NIGEL PARRY - Tales Of Common Folk, Salt & Sweet Kisses
If you are looking for an album to ‘raise the rafters’ then Nigel Parry’s new CD, Tales Of Common Folk, Salt & Sweet Kisses, doesn’t exactly fit the bill. This work is a reflective, mellow journey that reflects Nigel Parry’s musical style, described in his own words as: “soulful Folkiwi music”. Hailing from Wellington, the album features some of New Zealand’s finest folk musicians; displaying a cornucopia of talent, the CD features vocals, fiddle, harp, cello, harmonica, low whistles, wooden flute, bagpipes, frame drum, a Puerto Rican cuatro that sounds like a mandola and a dobro guitar.
All albums must begin with something, and the opening track sets the feel and timbre of a CD and for what is to come after. However, therein lies the rub, as by definition that first track colours the rest. In this case we are treated to Three Danish Galleys, an ancient tale of Viking raiding and the subsequent consequences of reprisal. The manner in which Nigel Parry acquired the song from a red faced “elderly sea captain” is worthy of note. Apparently the song had been treasured by his family since “Drake’s time and before” and well it might have been. The song is a slow haunting ballad, which certainly hints at a much older modal style that would have been familiar to Beowulf and his contemporaries.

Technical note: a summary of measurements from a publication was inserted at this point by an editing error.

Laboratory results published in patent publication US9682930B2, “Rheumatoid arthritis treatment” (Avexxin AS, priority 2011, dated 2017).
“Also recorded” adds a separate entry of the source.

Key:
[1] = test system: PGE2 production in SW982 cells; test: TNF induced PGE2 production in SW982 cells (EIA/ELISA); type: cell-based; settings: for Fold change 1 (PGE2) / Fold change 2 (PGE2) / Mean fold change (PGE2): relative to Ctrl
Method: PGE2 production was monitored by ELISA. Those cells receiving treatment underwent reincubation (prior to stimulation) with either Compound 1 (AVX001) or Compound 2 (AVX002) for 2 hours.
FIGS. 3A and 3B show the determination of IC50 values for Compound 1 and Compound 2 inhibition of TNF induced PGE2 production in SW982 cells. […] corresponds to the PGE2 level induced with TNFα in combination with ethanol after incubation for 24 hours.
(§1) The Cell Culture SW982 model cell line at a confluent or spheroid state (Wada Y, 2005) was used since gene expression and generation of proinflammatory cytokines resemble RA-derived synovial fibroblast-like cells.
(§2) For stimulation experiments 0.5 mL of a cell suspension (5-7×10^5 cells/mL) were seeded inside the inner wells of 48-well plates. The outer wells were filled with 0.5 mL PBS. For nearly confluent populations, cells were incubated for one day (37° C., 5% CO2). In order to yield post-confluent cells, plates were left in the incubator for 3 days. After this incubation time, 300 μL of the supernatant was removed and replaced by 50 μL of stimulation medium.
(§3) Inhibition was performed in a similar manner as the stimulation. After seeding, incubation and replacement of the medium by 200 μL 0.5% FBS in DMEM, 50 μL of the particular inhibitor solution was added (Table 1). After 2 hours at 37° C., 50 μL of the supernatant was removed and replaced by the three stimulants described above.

Whilst the album has a slow wistful treatment throughout, and rarely seems to change up a gear, nevertheless the content is interesting. The ‘tradition’ as we know and love it, often deals with betrayal, love, death and murder most foul. The universal subject matter often reflects the constant human condition, and usually tends to be set within the parameters of the particular timeframe of the song. Accepting that is ‘a given’ for traditional material, where does that leave progression? Refreshingly, many of the songs on this CD are a reflection and observation of the subtle and not so subtle changes in our modern world, thereby allowing the folk wheel to continue spinning.
Although the tempo of the collective remains similar, the vocals are clear, and the production and musicianship are excellent throughout. A pleasant listen that belies some of the serious undertones of the CD.
John Oke Bartlett
This review appeared in Issue 145 of The Living Tradition magazine